US Forest Service Spends Half of Budget to Fight Wildfires
For the first time ever, the U.S. Forest Service is spending more than half of its budget to suppress wildfires. And a new report says in 10 years the Forest Service will be spending over two-thirds of its budget to battle wildfires.
According to Agriculture Secretary Tom Vilsack, “(The Forest Service is) not in a position to do the restoration and resiliency work that’s important and necessary, not just to keep our forests healthy, but also to reduce the risk of these intense, enormous fires that we are now fighting.”
He also says natural and human factors are increasing the cost of fighting fires. “We now have more communities that have been located in and around one of our forests. Hazardous fuels build up has increased in part because of climate change. We see drier conditions. There’s also the issue of the beetle infestation in the western part of the United States that’s impacted 45 million acres of trees.”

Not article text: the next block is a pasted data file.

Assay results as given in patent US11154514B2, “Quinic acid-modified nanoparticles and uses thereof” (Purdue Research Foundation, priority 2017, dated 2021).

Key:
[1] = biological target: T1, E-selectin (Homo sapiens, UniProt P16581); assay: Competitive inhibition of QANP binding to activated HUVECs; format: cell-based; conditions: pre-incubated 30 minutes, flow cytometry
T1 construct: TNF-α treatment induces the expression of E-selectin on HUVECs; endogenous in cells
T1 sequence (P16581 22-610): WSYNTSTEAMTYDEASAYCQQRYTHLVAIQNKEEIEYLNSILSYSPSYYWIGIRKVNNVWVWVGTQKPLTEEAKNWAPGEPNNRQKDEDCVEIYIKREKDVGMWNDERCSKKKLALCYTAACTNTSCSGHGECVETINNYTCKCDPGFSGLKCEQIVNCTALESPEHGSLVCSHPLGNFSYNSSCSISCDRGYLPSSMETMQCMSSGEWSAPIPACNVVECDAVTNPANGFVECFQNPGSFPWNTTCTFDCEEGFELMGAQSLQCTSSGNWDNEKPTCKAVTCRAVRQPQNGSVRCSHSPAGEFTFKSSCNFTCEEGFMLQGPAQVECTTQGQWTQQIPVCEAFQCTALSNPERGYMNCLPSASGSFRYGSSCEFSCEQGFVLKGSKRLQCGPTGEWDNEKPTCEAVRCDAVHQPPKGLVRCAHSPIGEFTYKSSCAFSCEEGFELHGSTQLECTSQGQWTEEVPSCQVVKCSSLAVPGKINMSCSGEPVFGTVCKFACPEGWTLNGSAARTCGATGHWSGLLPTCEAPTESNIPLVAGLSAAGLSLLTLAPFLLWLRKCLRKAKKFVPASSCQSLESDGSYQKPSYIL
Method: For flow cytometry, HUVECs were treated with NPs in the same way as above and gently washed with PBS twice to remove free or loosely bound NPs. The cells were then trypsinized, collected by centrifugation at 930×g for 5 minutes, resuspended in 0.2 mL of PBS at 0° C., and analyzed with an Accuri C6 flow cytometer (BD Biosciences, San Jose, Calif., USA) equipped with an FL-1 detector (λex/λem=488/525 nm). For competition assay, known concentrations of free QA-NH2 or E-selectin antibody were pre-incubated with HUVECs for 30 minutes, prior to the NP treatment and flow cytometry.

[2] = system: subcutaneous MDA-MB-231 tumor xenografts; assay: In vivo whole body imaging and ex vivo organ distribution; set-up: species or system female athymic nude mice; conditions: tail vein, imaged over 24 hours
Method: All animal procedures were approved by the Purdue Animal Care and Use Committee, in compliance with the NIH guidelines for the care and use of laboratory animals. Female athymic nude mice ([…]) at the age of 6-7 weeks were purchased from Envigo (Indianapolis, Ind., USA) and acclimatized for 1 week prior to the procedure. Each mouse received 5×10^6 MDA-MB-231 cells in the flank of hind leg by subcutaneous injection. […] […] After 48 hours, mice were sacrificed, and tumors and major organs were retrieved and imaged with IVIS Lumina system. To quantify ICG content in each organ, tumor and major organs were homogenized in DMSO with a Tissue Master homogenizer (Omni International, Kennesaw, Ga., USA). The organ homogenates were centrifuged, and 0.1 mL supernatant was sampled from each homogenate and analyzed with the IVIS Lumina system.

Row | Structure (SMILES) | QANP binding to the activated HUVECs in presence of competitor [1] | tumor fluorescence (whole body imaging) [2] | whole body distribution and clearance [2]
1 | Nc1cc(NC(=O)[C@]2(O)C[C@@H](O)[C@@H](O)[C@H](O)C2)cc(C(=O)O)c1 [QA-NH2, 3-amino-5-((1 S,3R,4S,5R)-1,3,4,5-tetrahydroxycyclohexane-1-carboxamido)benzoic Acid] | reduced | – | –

The Forest Service report says fire seasons are now 78 days longer than they were in the 1970s and the cost of fire suppression is expected to grow to $1.8 billion by 2025.
For WeatherNation: John Van Pelt